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Kitchen Archeology
by Dan Vander Ark
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We survived!

We remodeled our kitchen this September through December of 2008 and my wife and I are still married! (Although there was about a 24 hour period where we didn’t speak to each other. But more on that later.)

Most of the rooms in our 1924 home have been remodeled but we just kept putting off doing the kitchen. It was going to take several bags of $100.00 bills; and this fall, with the government “kitchen bailout program,” we finally had enough!

And it wasn’t that the kitchen wasn’t in too bad of shape and just needed a superficial cosmetic job. The kitchen was awful. Plaid carpeting from the 70’s, a dishwasher that hadn’t worked since the last century (honest – I’m not making that up), cabinets from the 50’s (one door was warped and wouldn’t close and a couple of the drawer fronts were held on with sheetrock screws). And the wiring was just plain ghastly; some of it was the old knob and tube stuff (you know, the same wiring technology used by Pharaoh Ramses the Second when he updated his wife’s kitchen).

So we lined up a cabinet guy, lined up a sheetrocker friend, and then had a couple of electricians give us a bid. I asked one of them if this was a one bag-o-money job or a two bag-o-money job. He didn’t laugh.

We started the end of September by ripping out the old flooring. And I am not embellishing this story for literary effect – there were actually 4 LAYERS of old flooring!

The top layer (as I mentioned earlier) was plaid. PLAID! Carpeting that was carbon dated back to the 1970’s – officially known as Plaideozolic Period when normally sane Americans actually put carpeting in the kitchen. This was apparently designed to hide smashed Fruit Loops and dried out chunks of pot roast. There actually was black mold growing underneath this layer – it sort of encircled the fridge. Probably a long forgotten junior high science experiment from some previous family’s mad scientist kid.

Secondly, and directly underneath the Plaideozolic layer was a layer from the 1960’s Hippie Generation called the Vinylozoidian Period. It was sort of a hospital white with a light texture. I think it was meant to offset any psychedelic LSD trips to no-where-land.

Underneath that was a ¼” layer of underlayment from the Plywoodcambrian Period – that layer was held in place 12 gazillion staples that had to be removed ONE AT A TIME!

Underneath that was a layer from the Linoleumiuminum Period dating back to somewhere in the 1940’s. Really cool looking And it actually had (in front of the sink, in front of the pantry, and by the dining room and kitchen entrances) inlaid black and red arrow-like directional pointers (sort of in the shape of sergeant stripes). I guess these were to help you if your mom was like a really bad cook and always burned stuff. You could survive by just hitting the floor and low-crawling your way out of the 10x15 smoke-filled room by following the inlaid directional arrows.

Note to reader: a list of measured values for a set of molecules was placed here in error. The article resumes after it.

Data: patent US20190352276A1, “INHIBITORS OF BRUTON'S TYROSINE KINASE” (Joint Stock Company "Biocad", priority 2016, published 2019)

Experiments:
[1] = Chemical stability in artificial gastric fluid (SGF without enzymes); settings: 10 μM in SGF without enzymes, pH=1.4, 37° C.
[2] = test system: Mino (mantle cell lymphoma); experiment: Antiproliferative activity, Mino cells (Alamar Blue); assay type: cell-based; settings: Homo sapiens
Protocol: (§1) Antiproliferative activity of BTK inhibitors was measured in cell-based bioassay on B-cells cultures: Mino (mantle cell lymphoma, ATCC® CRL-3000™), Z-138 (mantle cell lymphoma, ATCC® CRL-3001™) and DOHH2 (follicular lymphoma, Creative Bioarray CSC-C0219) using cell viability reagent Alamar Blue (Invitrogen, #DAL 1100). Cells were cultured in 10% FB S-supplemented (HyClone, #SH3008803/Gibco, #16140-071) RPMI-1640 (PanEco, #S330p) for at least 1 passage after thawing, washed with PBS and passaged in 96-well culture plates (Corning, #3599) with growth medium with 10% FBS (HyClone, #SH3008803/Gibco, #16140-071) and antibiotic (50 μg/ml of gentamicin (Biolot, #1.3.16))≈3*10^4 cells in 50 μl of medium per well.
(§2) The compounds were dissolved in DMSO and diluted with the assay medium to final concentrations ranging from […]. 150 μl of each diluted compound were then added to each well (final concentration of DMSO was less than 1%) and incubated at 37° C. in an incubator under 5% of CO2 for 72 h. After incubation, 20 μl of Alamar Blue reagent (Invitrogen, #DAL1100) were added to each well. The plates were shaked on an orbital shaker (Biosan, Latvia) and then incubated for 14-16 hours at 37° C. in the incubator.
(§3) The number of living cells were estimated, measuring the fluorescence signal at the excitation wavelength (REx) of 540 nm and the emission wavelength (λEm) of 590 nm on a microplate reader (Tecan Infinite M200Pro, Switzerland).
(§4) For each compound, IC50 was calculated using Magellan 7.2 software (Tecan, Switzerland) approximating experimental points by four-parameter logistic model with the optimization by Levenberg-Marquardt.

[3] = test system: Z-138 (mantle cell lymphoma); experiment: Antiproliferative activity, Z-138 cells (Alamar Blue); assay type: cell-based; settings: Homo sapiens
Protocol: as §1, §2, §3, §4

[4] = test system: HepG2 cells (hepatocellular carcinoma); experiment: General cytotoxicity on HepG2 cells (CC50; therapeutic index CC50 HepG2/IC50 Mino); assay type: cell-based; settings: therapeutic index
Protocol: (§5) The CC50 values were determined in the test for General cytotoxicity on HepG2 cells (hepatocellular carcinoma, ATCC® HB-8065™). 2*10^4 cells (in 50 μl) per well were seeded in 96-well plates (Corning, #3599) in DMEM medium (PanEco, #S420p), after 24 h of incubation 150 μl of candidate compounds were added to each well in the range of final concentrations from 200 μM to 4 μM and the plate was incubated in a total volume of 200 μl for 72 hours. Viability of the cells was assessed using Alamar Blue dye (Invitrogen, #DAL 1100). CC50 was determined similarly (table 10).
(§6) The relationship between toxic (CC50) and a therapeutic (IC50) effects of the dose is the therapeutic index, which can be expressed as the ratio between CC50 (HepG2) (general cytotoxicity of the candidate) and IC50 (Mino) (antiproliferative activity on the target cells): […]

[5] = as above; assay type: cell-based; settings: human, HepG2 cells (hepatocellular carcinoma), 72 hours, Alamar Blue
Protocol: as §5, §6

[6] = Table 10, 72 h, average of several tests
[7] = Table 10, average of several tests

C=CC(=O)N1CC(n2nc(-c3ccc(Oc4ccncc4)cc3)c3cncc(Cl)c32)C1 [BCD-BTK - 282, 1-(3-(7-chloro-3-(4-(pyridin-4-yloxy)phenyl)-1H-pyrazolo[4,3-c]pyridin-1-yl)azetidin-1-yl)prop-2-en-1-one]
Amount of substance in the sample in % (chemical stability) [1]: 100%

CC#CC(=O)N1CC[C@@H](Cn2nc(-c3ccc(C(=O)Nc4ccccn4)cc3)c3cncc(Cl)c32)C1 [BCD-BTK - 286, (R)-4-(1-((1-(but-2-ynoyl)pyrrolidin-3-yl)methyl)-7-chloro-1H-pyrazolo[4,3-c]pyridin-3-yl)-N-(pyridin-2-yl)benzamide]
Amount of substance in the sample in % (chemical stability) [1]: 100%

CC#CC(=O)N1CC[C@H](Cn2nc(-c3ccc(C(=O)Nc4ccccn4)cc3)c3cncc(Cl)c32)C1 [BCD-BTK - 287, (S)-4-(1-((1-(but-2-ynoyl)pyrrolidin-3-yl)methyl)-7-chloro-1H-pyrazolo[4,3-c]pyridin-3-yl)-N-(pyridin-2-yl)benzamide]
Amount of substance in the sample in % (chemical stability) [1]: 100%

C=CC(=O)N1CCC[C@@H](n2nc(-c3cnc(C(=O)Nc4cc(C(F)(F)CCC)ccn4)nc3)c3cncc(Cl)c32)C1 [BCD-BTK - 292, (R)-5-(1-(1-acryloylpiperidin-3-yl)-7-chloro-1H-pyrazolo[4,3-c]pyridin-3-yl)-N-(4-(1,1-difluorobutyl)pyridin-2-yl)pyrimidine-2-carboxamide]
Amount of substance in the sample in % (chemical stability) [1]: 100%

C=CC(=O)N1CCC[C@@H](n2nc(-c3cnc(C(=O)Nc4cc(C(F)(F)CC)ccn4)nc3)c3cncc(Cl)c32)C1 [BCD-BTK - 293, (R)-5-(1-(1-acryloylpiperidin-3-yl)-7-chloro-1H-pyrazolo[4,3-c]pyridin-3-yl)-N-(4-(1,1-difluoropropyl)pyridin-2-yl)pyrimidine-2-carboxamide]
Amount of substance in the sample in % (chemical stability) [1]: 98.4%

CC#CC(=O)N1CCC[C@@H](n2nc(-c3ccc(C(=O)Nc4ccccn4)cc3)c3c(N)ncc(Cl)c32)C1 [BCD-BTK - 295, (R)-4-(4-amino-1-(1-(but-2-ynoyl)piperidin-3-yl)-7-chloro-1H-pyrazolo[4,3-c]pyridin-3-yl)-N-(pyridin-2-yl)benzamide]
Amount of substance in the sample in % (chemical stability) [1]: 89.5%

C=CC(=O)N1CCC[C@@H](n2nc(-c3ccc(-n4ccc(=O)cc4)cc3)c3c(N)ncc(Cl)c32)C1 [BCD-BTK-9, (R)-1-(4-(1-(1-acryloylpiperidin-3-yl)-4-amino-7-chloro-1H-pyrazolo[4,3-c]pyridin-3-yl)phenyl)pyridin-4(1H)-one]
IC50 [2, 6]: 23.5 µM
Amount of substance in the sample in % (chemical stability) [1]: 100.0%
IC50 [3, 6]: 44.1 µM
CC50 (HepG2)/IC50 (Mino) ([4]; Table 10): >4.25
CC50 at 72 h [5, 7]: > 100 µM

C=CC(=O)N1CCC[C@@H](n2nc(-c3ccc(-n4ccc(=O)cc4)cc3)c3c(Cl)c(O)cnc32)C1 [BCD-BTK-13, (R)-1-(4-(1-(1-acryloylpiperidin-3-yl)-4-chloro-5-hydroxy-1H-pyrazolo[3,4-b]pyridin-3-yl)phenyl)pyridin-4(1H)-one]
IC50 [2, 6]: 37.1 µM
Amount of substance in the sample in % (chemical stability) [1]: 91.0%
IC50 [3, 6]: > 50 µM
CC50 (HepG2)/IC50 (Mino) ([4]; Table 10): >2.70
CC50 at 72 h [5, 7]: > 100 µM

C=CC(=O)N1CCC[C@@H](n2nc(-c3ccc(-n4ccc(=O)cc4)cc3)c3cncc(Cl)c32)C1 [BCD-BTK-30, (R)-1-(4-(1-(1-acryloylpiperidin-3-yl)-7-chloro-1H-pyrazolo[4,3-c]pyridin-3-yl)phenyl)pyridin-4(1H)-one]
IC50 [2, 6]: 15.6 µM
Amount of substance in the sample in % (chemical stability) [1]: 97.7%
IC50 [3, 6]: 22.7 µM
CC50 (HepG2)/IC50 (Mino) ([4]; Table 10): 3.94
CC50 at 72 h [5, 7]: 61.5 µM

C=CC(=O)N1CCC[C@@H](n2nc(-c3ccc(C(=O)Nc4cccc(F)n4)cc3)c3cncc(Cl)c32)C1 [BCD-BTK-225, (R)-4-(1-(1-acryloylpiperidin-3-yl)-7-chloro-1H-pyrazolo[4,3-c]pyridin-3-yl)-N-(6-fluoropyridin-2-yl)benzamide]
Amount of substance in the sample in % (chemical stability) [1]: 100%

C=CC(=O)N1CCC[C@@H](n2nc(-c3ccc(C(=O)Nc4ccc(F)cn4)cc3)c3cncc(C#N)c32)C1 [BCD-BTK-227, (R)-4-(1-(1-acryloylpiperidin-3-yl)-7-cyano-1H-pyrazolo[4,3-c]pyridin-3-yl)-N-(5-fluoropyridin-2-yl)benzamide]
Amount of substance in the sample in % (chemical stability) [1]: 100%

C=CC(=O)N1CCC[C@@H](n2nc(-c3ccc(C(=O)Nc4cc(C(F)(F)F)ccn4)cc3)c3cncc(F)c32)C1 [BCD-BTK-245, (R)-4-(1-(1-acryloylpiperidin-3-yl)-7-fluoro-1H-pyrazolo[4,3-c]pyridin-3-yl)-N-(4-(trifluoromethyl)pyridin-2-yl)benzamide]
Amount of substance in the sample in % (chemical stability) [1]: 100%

Underneath that was a thin layer of black-felt-tar-glue-like substance that was impregnable to everything just short of dynamite. One night when we were cleaning up our archeological dig I could sorta kinda clearly see imbedded in this layer a set of human foot prints heading toward the fridge from the north and a set of Velociraptor prints heading toward the same spot from the south. It wasn’t real clear but it looks as if they converged right in front of the ancient icebox area. And it looked like quite a struggle ensued. I realize this may be disputed, but in my mind this categorically proves that dinosaurs and humans lived during the same period of time – at least in northern Minnesota.

Finally, under all those layers, we discovered the original flooring that dated back to the 1920’s – the Mapletreesmakegoodfloorium Period. We wanted to restore that floor, but alas, after all that digging it couldn’t be saved.

We tore out the old plaster and lathe (or is it lathter and plath) and carried it out bucket by bucket. The old cabinets were sawzalled and smashed and chucked out the window. We pulled out a lot of the old insulation and prepped the walls for the electrician. He roughed in the electrical in a couple of days. We moved the ceiling fan light fixture over about a foot just because we didn’t have anything else to do. I then ripped out the old windows (three of them) and put in new ones (three of them). You know you live close to your neighbor when you can make sure your new windows are level by lining them up with his siding!

Oh, I almost forgot, I tried to make one small plumbing repair. The part cost 50 cents and I told my wife the water would be turned off for about a ½ hour. This was Sunday afternoon. One day, three trips to Menards, one broken pipe with water shooting to the ceiling, brown icky water flowing into the basement, and a plumber later, it was fixed. Me and plumbing do not get along.